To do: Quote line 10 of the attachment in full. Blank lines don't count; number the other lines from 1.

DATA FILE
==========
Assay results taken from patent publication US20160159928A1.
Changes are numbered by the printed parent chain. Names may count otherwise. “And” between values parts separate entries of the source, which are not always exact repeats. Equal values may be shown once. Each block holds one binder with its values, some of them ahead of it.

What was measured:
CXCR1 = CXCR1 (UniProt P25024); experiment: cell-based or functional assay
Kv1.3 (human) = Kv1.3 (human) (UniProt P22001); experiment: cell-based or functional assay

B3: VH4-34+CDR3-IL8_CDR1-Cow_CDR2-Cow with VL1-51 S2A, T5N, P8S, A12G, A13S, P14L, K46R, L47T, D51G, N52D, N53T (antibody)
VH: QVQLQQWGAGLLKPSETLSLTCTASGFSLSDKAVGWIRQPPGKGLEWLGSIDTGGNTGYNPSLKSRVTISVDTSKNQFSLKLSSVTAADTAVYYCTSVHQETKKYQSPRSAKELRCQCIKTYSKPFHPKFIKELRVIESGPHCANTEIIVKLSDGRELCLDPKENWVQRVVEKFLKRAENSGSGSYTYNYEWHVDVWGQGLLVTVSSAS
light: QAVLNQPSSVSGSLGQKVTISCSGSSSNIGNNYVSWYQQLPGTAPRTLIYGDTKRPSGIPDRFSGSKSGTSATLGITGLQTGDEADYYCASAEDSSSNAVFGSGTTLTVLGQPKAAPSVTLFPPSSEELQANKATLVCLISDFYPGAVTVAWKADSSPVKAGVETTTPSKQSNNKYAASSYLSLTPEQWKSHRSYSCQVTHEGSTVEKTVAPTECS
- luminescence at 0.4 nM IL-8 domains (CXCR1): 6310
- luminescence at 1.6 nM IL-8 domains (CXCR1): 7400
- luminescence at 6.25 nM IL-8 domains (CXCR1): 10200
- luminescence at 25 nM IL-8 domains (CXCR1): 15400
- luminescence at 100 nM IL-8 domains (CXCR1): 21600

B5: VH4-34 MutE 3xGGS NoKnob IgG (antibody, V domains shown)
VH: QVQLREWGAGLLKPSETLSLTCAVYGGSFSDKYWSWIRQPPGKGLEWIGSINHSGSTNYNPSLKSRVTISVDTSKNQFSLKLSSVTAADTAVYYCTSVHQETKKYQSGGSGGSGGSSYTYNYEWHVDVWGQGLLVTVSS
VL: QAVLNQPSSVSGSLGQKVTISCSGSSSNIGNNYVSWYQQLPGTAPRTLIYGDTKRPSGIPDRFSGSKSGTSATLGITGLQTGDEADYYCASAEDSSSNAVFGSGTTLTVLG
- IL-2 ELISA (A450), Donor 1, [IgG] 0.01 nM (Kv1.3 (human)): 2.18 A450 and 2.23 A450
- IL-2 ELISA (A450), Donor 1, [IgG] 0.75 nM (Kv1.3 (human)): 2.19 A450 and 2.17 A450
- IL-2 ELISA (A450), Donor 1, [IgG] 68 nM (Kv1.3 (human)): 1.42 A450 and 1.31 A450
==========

- luminescence at 1.6 nM IL-8 domains (CXCR1): 7400